The High Court has handed down judgment in Bounces Properties Limited v Secretary of State  EWHC 735 (Admin), quashing an inspector’s decision to dismiss an appeal against the refusal of prior approval for a change of use from retail to residential under Class M of Part 3 of Schedule the Town and Country Planning (General Permitted Development) (England) Order 2015 (“the GPDO”) on the grounds that it was both unfair and unreasonable.
The case concerned the change of use of commercial property in Edmonton. The Local Planning Authority had refused prior approval on a number of grounds, including on the grounds the daylight/ sunlight conditions in the proposed development were inadequate.
The developer appealed, and in doing so provided a report from an appropriate expert which assessed the light levels in the proposed development on the basis of the methodology in the Building Research Establishment (“BRE”) Guidance and concluded that they exceeded the standards set by that Guidance.
The Council did not provide any evidence to dispute what was said in that report. The Inspector who determined the appeal on the basis of written representations, however, dismissed the appeal on the grounds that he “cannot be certain that the proposed windows would be effective in enabling adequate natural light to penetrate into all of the habitable rooms”.
His reasons for reaching this conclusion were that some of the proposed windows were roof-lights, which would be situated next to an access walkway, such that it was “likely that these roof-lights would need to be fitted with obscure glass” in circumstances where “it is unclear whether privacy was factored into the methodology for determining the extent of natural light that would be received”.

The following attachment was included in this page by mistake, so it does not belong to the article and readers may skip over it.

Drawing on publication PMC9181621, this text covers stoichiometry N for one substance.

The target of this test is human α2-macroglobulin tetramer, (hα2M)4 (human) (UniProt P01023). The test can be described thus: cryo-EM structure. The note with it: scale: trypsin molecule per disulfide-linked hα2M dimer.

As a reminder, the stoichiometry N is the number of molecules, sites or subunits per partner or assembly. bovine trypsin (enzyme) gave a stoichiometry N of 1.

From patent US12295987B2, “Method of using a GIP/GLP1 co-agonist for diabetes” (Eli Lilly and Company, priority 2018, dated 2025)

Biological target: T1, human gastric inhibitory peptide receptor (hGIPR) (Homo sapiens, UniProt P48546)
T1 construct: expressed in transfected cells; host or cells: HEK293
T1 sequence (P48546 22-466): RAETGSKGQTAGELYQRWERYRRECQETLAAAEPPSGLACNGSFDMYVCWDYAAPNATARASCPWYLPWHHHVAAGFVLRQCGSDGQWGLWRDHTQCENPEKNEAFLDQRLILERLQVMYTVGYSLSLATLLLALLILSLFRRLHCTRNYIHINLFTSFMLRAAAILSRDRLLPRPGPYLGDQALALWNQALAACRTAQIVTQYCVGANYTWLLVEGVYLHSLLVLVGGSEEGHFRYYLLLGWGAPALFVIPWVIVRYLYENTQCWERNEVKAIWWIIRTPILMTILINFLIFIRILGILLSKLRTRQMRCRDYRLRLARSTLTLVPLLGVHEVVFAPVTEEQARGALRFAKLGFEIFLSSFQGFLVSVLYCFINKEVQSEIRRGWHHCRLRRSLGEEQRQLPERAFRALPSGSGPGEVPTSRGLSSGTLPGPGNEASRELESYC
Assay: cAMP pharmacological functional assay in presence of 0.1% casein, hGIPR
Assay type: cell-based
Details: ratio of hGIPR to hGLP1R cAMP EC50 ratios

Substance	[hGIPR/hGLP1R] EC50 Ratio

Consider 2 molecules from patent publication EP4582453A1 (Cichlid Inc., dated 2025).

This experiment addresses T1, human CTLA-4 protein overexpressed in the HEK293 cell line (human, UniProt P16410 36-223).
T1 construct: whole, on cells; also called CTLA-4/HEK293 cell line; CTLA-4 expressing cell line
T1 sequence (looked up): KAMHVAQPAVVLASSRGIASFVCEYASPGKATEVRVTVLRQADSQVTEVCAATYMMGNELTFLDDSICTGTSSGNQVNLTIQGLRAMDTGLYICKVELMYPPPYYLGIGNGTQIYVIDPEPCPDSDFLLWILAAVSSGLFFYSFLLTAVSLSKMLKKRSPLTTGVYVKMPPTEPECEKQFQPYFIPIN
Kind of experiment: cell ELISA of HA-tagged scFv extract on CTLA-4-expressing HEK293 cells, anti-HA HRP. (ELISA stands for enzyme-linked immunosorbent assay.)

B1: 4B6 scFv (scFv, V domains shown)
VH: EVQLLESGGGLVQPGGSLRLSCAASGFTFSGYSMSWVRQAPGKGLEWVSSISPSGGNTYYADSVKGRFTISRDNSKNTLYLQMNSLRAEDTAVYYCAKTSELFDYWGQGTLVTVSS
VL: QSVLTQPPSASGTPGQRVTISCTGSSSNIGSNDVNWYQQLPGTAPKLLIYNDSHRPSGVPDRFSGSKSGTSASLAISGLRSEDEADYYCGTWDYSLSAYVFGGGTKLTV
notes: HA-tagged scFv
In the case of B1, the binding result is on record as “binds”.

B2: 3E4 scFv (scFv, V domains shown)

The developer challenged the Inspector’s decision under section 288 of the Town and Country Planning Act 1990.
Permission was granted on the papers by Eyre J and the matter was heard by Timothy Corner KC (sitting as a Deputy Judge of the High Court) on 22 March 2023.
The High Court allowed the challenge and quashed the Inspector’s decision on the grounds that:
(1) The Inspector’s approach was procedurally unfair because he reached his conclusions on the impact of installing obscure glass without giving the Claimant the opportunity to comment upon the issue in circumstances where it was not an issue raised by the Council (see Judgment paras. 56-66); and
(2) In circumstances where the inspector had no basis for supposing that obscure glass would transmit light at less than the level identified as the appropriate transmittance value in the BRE Guidance and adopted in the developer’s daylight/ sunlight report, it was irrational to dismiss the appeal on the basis it might do so without giving the parties the opportunity to comment (see Judgment para. 67).
Going to the heart of both of these errors was the fact that, had the developer been asked, it would have provided evidence (as it did before the High Court) that “obscure” or “texture” glass is in fact capable of transmitting light better than clear glass (due to its less reflective properties) and at levels well in excess of the transmittance level specified in the BRE Guidance of 68%. For this reason, as the Judge said at para. 53 of his judgment, “the term “obscure glass” may be misleading, in that it has connotations of glass which leads to a darker or more “obscure” interior, because it transmits less light. This is unfortunate because it was apparent from the evidence before me that this is not the case.”
The pithy but comprehensive distillation of the legal principles that apply when challenging a planning inspector’s decision on the basis of procedural unfairness provided at judgment para. 32 provides a useful digest for practitioners, and the case also serves as a useful reminder that the rules of natural justice apply “whatever procedure is followed” and apply “as much to written appeal processes as they do to oral hearings” (see judgment paras. 33-34).
Charles Streeten acted for the successful Claimant